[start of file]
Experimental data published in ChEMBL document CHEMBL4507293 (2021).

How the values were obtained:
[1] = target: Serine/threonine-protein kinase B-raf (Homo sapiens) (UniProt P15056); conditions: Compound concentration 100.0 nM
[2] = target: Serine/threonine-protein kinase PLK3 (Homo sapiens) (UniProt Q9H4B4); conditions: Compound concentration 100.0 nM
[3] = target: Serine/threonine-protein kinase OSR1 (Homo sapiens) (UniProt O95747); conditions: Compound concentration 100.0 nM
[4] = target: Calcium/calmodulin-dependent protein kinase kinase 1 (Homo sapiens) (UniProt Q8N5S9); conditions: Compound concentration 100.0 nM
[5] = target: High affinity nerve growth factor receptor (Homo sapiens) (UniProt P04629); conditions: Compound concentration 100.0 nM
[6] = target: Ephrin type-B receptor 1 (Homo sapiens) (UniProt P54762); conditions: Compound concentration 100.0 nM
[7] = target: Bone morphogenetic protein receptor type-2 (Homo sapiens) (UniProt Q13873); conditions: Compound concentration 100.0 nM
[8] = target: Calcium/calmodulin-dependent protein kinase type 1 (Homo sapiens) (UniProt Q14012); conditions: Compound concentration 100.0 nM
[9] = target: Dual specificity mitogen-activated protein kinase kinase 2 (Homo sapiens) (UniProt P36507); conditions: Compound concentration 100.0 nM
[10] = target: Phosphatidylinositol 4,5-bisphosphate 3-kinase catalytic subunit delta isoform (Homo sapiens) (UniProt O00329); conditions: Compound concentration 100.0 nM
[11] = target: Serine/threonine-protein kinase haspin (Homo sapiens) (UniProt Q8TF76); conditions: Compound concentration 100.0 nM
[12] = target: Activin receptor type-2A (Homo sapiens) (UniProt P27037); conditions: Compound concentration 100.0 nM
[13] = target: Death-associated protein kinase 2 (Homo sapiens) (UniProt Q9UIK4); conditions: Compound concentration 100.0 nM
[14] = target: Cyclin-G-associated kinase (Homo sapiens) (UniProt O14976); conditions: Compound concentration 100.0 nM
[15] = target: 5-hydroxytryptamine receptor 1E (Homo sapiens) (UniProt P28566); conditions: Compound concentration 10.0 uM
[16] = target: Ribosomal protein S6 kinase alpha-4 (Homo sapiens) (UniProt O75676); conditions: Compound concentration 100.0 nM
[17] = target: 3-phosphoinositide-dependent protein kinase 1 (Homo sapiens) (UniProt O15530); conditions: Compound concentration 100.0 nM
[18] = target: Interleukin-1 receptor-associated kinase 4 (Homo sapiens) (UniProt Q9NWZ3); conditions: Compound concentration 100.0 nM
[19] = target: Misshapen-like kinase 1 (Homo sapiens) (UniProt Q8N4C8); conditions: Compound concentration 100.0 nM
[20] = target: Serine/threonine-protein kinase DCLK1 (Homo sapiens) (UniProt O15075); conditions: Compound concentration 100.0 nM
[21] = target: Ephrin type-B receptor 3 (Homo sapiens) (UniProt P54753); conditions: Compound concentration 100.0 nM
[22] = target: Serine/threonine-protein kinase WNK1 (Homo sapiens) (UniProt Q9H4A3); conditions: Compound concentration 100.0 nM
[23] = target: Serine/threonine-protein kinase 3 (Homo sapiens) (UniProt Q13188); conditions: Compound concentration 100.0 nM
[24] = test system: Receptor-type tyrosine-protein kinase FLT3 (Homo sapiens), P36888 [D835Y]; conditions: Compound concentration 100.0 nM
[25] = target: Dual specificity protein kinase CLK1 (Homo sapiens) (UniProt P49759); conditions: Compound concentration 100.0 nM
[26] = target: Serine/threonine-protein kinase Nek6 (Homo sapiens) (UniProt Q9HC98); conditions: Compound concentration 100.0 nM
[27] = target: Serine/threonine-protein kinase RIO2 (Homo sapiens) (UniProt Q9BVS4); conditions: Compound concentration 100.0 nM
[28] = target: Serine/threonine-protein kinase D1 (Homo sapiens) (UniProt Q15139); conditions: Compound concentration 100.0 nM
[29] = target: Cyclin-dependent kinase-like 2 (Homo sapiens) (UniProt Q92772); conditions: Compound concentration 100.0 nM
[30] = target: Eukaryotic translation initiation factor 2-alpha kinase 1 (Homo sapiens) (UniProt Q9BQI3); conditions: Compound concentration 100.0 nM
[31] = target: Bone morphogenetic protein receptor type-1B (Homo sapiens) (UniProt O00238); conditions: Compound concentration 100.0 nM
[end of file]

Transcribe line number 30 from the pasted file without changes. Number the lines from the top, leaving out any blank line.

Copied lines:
[28] = target: Serine/threonine-protein kinase D1 (Homo sapiens) (UniProt Q15139); conditions: Compound concentration 100.0 nM